COVID-19 has changed the way we live and the things that we are able to do with our dogs. But amidst all the cancellations and hardships, one bright light has been the expansion of virtual competition in dog sports, and the ability to participate in dog events remotely.
One of the exciting side effects of these virtual opportunities is that they have opened up the world of dog sports to people and dogs who previously haven’t been able to participate.
Although great strides have been made in recent years to make dog shows more welcoming and accessible to people with disabilities, it still isn’t always possible for everyone to attend. Some individuals with chronic health conditions may be reluctant to enter. Additionally, people who have disabilities like Autism and PTSD may be overstimulated in the loud, chaotic environment of a traditional dog show. Since the expansion of the virtual titling, I have heard positive feedback from many people about how important and encouraging these programs have been both in terms of being able to succeed with their dogs and feeling more included in dog sports.
Many people have expressed a sense of isolation during 2020 but unfortunately for many people, that isolation from the dog community isn’t unique to this year. Dog owners who are geographically isolated from dog shows and large training facilities because they live in rural areas have been able to benefit from the new programs, and even virtually build friendships, mentorship, and training connections with other competitors across the country.
The pandemic has also created a different kind of isolation for kids and teens regardless of where they live. With many students in school virtually and many extracurriculars canceled, the AKC virtual sports programs can provide a much-needed opportunity to be able to do something fun and productive while in lockdown. Particularly for kids with parents who aren’t themselves involved with dogs, or who have limited time to take them to and from dog shows this unique chance to earn titles with their dogs from their home or neighborhood.
Good For Dogs
The expansion of virtual titling has also been fantastic for expanding the reach of AKC sports to dogs who often aren’t able to participate — particularly shy, fearful, or reactive dogs. These titles are giving people an accessible way to showcase all the fantastic things their dogs are capable of doing while being able to also prioritize their dog’s comfort. Doing sports with a challenging dog can be a boost of confidence to both the dog and owner. It also provides great encouragement to dog owners to keep working with their dogs.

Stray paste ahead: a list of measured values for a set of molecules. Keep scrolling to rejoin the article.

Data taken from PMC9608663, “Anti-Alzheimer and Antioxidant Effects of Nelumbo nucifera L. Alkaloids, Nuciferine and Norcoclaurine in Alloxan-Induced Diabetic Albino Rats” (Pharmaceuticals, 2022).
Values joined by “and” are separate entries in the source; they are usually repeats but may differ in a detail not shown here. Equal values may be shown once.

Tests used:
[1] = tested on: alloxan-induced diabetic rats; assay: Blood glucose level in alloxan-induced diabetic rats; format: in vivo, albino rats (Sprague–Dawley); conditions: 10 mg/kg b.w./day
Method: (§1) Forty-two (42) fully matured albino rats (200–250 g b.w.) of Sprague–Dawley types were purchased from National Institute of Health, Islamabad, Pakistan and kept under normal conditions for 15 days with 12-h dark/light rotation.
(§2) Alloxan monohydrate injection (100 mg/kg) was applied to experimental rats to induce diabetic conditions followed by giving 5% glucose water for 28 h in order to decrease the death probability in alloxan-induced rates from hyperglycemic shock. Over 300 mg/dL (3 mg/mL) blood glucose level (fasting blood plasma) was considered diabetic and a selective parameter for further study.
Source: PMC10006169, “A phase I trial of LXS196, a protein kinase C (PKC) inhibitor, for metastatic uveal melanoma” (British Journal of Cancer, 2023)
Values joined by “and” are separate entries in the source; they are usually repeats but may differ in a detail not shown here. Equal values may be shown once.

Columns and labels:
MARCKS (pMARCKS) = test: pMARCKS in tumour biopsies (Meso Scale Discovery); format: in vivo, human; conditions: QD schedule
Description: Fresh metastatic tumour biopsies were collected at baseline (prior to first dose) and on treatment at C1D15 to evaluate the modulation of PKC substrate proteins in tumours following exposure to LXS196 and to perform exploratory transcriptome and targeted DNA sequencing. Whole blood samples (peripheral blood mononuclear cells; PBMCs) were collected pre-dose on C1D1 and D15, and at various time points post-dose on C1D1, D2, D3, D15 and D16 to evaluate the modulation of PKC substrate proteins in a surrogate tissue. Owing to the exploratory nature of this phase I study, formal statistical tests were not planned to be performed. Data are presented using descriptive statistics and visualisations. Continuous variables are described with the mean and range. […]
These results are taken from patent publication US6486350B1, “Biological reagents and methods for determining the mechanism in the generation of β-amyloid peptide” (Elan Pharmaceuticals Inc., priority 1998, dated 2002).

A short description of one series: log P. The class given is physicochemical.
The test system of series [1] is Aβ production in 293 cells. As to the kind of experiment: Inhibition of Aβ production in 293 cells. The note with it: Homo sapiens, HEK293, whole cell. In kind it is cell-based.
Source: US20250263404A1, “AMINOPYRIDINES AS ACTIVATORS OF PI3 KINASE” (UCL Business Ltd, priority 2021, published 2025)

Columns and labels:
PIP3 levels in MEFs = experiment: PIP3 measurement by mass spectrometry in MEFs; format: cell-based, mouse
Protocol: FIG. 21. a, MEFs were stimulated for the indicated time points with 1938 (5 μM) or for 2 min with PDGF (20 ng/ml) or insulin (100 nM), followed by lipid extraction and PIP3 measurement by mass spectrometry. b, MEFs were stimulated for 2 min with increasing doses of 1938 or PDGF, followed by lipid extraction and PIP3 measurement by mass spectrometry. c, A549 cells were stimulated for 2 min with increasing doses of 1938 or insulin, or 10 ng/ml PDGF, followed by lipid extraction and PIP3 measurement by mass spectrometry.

Virtual Home Manners
With the expanded offering of the Virtual Home Manners title for Adult Dogs and Puppies (VHMA/VHMP), there are even more ways for dog owners to get involved with the AKC. In a year when Canine Good Citizen (CGC) testing isn’t accessible because of the pandemic for people/dogs in many communities, the VHMA title offers a great pandemic-safe alternative.
Many dog owners who are geographically isolated, lack access to transportation, and have disabilities mentioned they felt it wasn’t possible for them to ever earn a CGC with their dog. However, being able to get the manners title at home is a great alternative. For those who aspire to their CGC when it’s safe to test, this is a great practice opportunity to work on skills like grooming, loose leash walking, and basic obedience.
Even though the VHMA title is a great first step towards earning a CGC, it’s actually testing some different skills so dogs who already have a CGC can also work toward this title as something fun to do during the pandemic.
For people who have never been involved in AKC sports, it can feel overwhelming to think about entering a show. Most of us strive to be helpful and welcoming to newcomers whether we engage with them in online groups or at local events. But still, it can be challenging to get involved with dog sports for the first time. Even something like filling out an entry form can be a confusing barrier for people who are new, particularly if they don’t have mentors to lean on. Virtual programs decrease the barriers to getting involved and allow newcomers to quickly see how much fun dog sports can be. These new competitors are putting titles on their dogs, exploring new sports, and many are likely to continue in dog sports virtually and in-person with their dogs after the pandemic.
Obviously, virtual programs aren’t for everyone. There will always be people who prioritize the experience of in-person competition and compete head to head with other dog/handler teams. However, by extending programming to include virtual options, AKC sports are increasing accessibility in exciting ways. This increased accessibility will only serve to help diversify the sport and help to expand participation to dogs and individuals who might previously have not felt like there was a place for them in the dog world.